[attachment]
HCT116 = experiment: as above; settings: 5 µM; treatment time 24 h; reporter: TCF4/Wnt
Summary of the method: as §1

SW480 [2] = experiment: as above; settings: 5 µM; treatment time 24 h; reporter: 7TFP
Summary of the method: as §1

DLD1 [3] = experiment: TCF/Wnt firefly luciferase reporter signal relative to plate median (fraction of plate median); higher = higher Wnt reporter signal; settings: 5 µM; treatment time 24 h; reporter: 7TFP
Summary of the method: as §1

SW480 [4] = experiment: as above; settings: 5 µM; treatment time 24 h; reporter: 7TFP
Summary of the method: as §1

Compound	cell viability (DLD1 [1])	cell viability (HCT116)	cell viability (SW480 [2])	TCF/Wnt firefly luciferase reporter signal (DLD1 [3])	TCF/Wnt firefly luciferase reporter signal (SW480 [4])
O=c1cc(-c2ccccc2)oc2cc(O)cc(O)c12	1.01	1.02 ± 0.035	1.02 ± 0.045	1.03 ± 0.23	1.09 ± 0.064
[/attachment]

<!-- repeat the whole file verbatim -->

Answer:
HCT116 = experiment: as above; settings: 5 µM; treatment time 24 h; reporter: TCF4/Wnt
Summary of the method: as §1

SW480 [2] = experiment: as above; settings: 5 µM; treatment time 24 h; reporter: 7TFP
Summary of the method: as §1

DLD1 [3] = experiment: TCF/Wnt firefly luciferase reporter signal relative to plate median (fraction of plate median); higher = higher Wnt reporter signal; settings: 5 µM; treatment time 24 h; reporter: 7TFP
Summary of the method: as §1

SW480 [4] = experiment: as above; settings: 5 µM; treatment time 24 h; reporter: 7TFP
Summary of the method: as §1

Compound	cell viability (DLD1 [1])	cell viability (HCT116)	cell viability (SW480 [2])	TCF/Wnt firefly luciferase reporter signal (DLD1 [3])	TCF/Wnt firefly luciferase reporter signal (SW480 [4])
O=c1cc(-c2ccccc2)oc2cc(O)cc(O)c12	1.01	1.02 ± 0.035	1.02 ± 0.045	1.03 ± 0.23	1.09 ± 0.064